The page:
AUTHOR: Margaret Rogerson
GENRE: YA Fantasy
WORD/PAGE COUNT: 400 pages (hardcover)
PUBLICATION DETAILS: by on October 5th, 2021
Blurb from Goodreads:
The dead of Loraille do not rest.
Artemisia is training to be a Gray Sister, a nun who cleanses the bodies of the deceased so that their souls can pass on; otherwise, they will rise as spirits with a ravenous hunger for the living. She would rather deal with the dead than the living, who trade whispers about her scarred hands and troubled past.
When her convent is attacked by possessed soldiers, Artemisia defends it by awakening an ancient spirit bound to a saint’s relic. It is a revenant, a malevolent being that threatens to possess her the moment she drops her guard. Wielding its extraordinary power almost consumes her—but death has come to Loraille, and only a vespertine, a priestess trained to wield a high relic, has any chance of stopping it. With all knowledge of vespertines lost to time, Artemisia turns to the last remaining expert for help: the revenant itself.
As she unravels a sinister mystery of saints, secrets, and dark magic, her bond with the revenant grows. And when a hidden evil begins to surface, she discovers that facing this enemy might require her to betray everything she has been taught to believe—if the revenant doesn’t betray her first.
I absolutely adored Vespertine, it’s a must-read for fantasy lovers! This is the first in a series and I’m so thrilled that we have more to come in this universe because I’m in love with the characters, world-building, plot and EVERYTHING ABOUT IT TBH.
Artemisia is a very unusual nun, having been the victim of a traumatic prolonged possession by a malevolent spirit throughout her childhood and growing up without any social skills as her frightened family locks her up out of human contact for their safety. This could have created a tragic, self-pitying main character, but instead Artemisia out of self-preservation regards her upbringing as nothing out of the ordinary and represses all notion that what happened to her is something to brood over and her matter-of-fact attitude about quite horrific suffering infuses the book with a great deal of black humor.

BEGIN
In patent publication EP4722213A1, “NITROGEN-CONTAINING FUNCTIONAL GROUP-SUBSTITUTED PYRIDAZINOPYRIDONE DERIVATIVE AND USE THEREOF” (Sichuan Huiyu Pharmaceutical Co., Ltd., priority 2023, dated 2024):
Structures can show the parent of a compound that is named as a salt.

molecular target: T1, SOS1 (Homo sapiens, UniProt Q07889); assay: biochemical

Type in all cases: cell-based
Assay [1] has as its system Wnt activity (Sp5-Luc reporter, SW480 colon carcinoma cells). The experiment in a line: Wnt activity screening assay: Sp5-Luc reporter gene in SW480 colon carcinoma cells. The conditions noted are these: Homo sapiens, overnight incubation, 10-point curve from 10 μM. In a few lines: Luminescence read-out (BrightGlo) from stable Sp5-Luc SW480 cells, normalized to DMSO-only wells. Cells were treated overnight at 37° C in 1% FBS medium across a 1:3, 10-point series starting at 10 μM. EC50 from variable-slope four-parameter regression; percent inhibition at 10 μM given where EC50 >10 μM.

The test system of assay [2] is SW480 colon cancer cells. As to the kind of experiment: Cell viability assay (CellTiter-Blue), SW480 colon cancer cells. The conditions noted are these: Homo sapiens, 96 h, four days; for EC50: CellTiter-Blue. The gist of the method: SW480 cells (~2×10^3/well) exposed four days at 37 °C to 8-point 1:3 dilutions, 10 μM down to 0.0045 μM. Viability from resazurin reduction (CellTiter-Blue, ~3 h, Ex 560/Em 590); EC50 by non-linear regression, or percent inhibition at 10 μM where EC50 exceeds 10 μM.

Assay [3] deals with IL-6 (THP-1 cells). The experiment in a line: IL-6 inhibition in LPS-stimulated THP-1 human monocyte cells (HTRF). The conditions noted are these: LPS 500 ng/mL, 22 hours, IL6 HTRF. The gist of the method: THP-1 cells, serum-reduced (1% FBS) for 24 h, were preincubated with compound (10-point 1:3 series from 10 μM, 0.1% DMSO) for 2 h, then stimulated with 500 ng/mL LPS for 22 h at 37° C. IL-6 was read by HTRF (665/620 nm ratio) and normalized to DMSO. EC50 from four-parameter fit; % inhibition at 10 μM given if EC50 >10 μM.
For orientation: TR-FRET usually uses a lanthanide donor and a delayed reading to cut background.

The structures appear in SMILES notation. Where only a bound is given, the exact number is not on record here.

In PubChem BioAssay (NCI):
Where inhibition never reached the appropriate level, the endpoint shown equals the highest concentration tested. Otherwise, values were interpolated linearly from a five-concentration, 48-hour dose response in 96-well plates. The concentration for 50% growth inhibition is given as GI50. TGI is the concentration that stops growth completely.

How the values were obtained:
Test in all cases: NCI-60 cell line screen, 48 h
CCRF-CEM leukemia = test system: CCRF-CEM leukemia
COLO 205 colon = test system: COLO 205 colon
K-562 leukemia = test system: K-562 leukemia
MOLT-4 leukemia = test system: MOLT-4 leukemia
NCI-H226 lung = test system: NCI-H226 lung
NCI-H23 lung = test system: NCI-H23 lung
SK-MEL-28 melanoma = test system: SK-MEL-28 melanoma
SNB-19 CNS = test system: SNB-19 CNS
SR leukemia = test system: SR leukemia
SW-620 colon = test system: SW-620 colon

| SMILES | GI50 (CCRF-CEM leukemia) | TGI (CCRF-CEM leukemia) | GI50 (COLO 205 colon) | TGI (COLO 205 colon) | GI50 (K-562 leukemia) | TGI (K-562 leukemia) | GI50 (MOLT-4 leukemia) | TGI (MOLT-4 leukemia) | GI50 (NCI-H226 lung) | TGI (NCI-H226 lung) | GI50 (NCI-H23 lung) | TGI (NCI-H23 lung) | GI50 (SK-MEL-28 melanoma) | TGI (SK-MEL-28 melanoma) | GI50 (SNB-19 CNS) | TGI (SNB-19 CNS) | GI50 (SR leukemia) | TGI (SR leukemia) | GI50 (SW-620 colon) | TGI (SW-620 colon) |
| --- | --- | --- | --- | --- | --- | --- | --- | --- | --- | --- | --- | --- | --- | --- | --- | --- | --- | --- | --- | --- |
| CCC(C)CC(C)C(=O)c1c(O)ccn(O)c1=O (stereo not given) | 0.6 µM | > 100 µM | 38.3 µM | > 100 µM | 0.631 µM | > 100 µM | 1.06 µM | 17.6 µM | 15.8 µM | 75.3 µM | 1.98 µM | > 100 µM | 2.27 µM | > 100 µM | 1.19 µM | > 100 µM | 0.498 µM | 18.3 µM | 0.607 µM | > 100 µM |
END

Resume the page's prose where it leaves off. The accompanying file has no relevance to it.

It also leads to funny moments where she has absolutely no idea of how to make small talk and is more afraid of socializing than mortal danger or when she recalls trying to make friends with a fellow nun by throwing a spider at her to help her stop being afraid of them! It made sense at the time…just like lurking under the bed as though she were a demonic entity when she first encountered her roommate…
When Artemesia winds up becoming host to a revenant in a desperate attempt to protect her convent from attack, it leads to the most delightful dynamic I’ve ever read in the history of fantasy. The revenant is typically bloodthirsty and intent on causing chaos and destruction, but it’s also hilariously snarky, grouchily protective and reluctantly allies itself with Artemisia in the hopes of wearing her down long enough to possess her completely.
The bond that grows between them as they come to understand and care for each other is just so beautifully and believably written with a helping of angst and conflict over their differing motivations. Artemisia is utterly unheeding of her own personal safety and wellbeing, putting the revenant in the odd position of being a mother hen, nagging her to look after herself while insisting it doesn’t care at all, and then there are times when she will give it the respect and consideration that no other human would in her position, leaving it flustered and out of sorts. I loved their banter and their arguments and every moment of interaction is pure gold. The funniest thing is how the revenant is better at pretending to be human and relating to humans than Artemisia, which is such an unusual and intriguing dynamic to explore!
Although she has the best intentions and demonstrates this by protecting innocents around her with the newfound abilities granted by the revenant, her perceived possession leads to the Clerisy determining she is the number one most wanted on their list and pursue her at all costs. There is a breathless tension as Artemisia struggles to retain control of the revenant, save the lives of humans at risk from other deadly spirits and also protect herself from the relentless pursuit of those determined to capture and exorcise her.
This book will effortlessly transport you to a world of magic, wonder and danger with complex, amazingly written characters and intricate mythology, easily digestible fantasy politics and a thrilling race against time to avert a grave danger to the entire realm. It’s so good you will finish this and immediately want to re-read it!
Disclaimer: digital copy provided free from publisher via Netgalley for an honest review. All thoughts and opinions are my own.
One thought on “ARC Review – ‘Vespertine’ by Margaret Rogerson”
This sounds amazing! I tend to avoid YA these days but I think I’ll have to make an exception for this one😁